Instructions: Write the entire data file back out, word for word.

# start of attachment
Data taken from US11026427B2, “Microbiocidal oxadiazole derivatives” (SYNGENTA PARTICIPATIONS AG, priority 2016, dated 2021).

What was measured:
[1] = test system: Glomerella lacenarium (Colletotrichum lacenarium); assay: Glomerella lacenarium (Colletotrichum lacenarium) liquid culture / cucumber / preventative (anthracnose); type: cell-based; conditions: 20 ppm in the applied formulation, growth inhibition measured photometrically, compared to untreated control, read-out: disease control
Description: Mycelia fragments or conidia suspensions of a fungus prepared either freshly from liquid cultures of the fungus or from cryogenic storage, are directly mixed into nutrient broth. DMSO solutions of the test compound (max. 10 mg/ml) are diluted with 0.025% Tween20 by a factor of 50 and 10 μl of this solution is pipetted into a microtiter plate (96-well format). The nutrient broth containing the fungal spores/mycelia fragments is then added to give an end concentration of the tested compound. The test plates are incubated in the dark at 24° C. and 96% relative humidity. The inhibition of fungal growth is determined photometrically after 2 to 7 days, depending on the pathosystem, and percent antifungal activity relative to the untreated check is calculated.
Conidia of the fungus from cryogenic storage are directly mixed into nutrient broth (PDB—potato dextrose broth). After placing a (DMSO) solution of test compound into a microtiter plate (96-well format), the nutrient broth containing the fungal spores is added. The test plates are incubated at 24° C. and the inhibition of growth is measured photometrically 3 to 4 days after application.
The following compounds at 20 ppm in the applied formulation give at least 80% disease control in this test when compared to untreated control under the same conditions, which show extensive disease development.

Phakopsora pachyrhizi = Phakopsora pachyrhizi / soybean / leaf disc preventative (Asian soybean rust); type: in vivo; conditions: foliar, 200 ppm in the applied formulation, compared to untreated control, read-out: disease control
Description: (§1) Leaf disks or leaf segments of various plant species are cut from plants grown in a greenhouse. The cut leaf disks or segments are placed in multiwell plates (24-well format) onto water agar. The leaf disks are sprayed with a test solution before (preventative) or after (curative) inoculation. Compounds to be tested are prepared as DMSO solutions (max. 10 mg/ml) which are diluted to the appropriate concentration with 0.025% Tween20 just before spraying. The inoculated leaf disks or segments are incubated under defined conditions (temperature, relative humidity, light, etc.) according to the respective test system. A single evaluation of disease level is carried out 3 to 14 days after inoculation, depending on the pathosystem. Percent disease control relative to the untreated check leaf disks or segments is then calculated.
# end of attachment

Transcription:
Data taken from US11026427B2, “Microbiocidal oxadiazole derivatives” (SYNGENTA PARTICIPATIONS AG, priority 2016, dated 2021).

What was measured:
[1] = test system: Glomerella lacenarium (Colletotrichum lacenarium); assay: Glomerella lacenarium (Colletotrichum lacenarium) liquid culture / cucumber / preventative (anthracnose); type: cell-based; conditions: 20 ppm in the applied formulation, growth inhibition measured photometrically, compared to untreated control, read-out: disease control
Description: Mycelia fragments or conidia suspensions of a fungus prepared either freshly from liquid cultures of the fungus or from cryogenic storage, are directly mixed into nutrient broth. DMSO solutions of the test compound (max. 10 mg/ml) are diluted with 0.025% Tween20 by a factor of 50 and 10 μl of this solution is pipetted into a microtiter plate (96-well format). The nutrient broth containing the fungal spores/mycelia fragments is then added to give an end concentration of the tested compound. The test plates are incubated in the dark at 24° C. and 96% relative humidity. The inhibition of fungal growth is determined photometrically after 2 to 7 days, depending on the pathosystem, and percent antifungal activity relative to the untreated check is calculated.
Conidia of the fungus from cryogenic storage are directly mixed into nutrient broth (PDB—potato dextrose broth). After placing a (DMSO) solution of test compound into a microtiter plate (96-well format), the nutrient broth containing the fungal spores is added. The test plates are incubated at 24° C. and the inhibition of growth is measured photometrically 3 to 4 days after application.
The following compounds at 20 ppm in the applied formulation give at least 80% disease control in this test when compared to untreated control under the same conditions, which show extensive disease development.

Phakopsora pachyrhizi = Phakopsora pachyrhizi / soybean / leaf disc preventative (Asian soybean rust); type: in vivo; conditions: foliar, 200 ppm in the applied formulation, compared to untreated control, read-out: disease control
Description: (§1) Leaf disks or leaf segments of various plant species are cut from plants grown in a greenhouse. The cut leaf disks or segments are placed in multiwell plates (24-well format) onto water agar. The leaf disks are sprayed with a test solution before (preventative) or after (curative) inoculation. Compounds to be tested are prepared as DMSO solutions (max. 10 mg/ml) which are diluted to the appropriate concentration with 0.025% Tween20 just before spraying. The inoculated leaf disks or segments are incubated under defined conditions (temperature, relative humidity, light, etc.) according to the respective test system. A single evaluation of disease level is carried out 3 to 14 days after inoculation, depending on the pathosystem. Percent disease control relative to the untreated check leaf disks or segments is then calculated.